Metadata standards have long been recognized for their utility in making experiments more understandable and integrative. For example, Minimum Information About a Microarray Experiment (MIAME) in conjunction with the Microarray and Gene Expression Data (MGED) ontology has become the standard for describing microarray experiments in the major data repositories, including Gene Expression Omnibus (GEO), ArrayExpress (AE), Short-Read Archive (SRA) and the National Center for Biotechnology Information (NCBI) (6). However, despite the existence of a standard ontology, each repository has its own level of ‘control’ that it imposes on its MIAME-compliant data. AE takes a more controlled approach to collecting metadata, and many of the required MIAME items are specified through controlled vocabulary (CV) terms from the MGED ontology (7). NCBI, on the other hand, has taken a looser approach; its MIAME metadata is collected in free-text form. The benefits to a more controlled approach are that the resulting metadata is more uniform and more amenable to computational reasoning. The drawback is that it may not be quick and easy to specify the metadata since many biologists are unfamiliar with the CVs or ontologies used. NCBI’s approach presents a much lower barrier to entry, which they suggest encourages a high rate of deposition (8); however, the freedom of expressivity that comes with free text has consequences in less-consistent, and often underspecified, descriptions of the experimental details (9).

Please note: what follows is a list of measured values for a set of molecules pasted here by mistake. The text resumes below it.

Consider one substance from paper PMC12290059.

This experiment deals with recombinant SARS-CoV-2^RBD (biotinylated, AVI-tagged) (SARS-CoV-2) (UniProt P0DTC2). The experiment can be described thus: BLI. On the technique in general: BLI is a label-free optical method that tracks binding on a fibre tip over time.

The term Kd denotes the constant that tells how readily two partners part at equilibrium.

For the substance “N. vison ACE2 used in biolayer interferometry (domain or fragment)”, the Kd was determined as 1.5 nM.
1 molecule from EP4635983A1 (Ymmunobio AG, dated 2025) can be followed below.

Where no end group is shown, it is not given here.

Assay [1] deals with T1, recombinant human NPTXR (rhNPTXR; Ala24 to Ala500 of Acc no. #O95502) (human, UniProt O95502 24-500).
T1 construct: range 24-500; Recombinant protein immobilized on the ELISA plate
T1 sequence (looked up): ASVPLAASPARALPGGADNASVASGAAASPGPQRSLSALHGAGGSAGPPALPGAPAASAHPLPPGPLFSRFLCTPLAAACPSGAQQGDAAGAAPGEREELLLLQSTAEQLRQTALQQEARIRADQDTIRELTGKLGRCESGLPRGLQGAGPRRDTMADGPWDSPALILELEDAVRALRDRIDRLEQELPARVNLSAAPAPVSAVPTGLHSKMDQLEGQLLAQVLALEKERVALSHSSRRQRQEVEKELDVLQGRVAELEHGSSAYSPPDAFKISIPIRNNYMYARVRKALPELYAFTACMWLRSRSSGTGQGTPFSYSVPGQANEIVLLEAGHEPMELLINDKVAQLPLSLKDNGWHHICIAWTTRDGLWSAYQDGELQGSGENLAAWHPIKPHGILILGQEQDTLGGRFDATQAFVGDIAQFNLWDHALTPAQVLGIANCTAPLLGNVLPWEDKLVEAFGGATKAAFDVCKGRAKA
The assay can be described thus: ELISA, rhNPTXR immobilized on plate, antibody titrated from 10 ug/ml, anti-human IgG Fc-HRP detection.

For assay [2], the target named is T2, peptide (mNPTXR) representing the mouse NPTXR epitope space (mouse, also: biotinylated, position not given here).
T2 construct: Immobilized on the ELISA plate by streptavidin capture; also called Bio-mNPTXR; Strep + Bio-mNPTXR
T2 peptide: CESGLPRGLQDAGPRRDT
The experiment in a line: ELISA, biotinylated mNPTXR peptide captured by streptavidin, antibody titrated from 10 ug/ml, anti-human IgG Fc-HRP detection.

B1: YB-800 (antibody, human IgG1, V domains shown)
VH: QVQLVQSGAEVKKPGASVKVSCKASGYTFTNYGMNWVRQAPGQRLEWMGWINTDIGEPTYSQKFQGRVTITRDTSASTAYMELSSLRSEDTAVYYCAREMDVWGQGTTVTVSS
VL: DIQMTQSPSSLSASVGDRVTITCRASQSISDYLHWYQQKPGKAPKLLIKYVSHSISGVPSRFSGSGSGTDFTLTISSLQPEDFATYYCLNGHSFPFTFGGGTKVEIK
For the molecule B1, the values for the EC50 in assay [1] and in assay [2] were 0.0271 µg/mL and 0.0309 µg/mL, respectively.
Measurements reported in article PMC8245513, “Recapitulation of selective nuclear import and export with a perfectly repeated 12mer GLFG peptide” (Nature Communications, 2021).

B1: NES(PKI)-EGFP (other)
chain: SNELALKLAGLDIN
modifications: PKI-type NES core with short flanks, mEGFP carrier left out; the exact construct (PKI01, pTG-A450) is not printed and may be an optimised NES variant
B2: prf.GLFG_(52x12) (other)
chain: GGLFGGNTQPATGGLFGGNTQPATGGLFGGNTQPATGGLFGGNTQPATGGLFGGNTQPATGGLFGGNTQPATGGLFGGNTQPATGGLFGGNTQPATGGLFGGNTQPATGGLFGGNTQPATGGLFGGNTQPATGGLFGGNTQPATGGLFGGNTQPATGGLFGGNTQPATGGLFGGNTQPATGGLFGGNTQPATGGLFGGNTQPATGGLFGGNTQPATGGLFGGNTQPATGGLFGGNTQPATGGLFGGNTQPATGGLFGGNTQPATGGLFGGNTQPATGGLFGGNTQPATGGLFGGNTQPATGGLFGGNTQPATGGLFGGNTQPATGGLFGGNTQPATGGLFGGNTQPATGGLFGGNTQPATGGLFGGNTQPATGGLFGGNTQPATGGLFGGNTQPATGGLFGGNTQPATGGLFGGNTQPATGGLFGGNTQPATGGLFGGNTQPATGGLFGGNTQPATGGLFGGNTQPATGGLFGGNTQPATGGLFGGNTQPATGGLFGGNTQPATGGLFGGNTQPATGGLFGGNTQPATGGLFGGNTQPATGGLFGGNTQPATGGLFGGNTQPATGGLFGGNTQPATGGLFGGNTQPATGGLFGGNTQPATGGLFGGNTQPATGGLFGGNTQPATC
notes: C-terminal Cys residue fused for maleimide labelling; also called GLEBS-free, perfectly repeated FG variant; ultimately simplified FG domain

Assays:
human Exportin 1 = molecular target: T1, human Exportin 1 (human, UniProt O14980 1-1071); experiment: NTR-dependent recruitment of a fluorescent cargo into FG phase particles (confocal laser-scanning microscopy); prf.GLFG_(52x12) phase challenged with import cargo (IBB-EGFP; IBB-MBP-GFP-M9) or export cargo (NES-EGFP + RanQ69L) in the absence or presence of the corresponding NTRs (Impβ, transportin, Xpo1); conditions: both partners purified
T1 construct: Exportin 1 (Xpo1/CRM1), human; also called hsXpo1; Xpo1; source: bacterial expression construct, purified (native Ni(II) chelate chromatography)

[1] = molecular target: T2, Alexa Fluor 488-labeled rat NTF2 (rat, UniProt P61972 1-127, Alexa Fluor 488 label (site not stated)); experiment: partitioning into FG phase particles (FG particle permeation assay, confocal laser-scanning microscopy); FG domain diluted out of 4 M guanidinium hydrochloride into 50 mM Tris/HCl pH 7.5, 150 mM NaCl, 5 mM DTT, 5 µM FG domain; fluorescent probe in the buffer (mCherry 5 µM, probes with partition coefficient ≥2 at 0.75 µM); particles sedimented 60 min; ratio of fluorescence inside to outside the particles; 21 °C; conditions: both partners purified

With the success of MIAME, there followed many additional ‘Minimum Information’ standards groups, collected together under the umbrella of Minimum Information for Biological and Biomedical Investigations (MIBBI) Foundry (10). Of particular relevance is the draft of the Minimum INformation about a high-throughput SEQuencing Experiment (MINSEQE) (http://www.mged.org/minseqe/), although this proposal is still in draft form and does not yet have a concrete specification.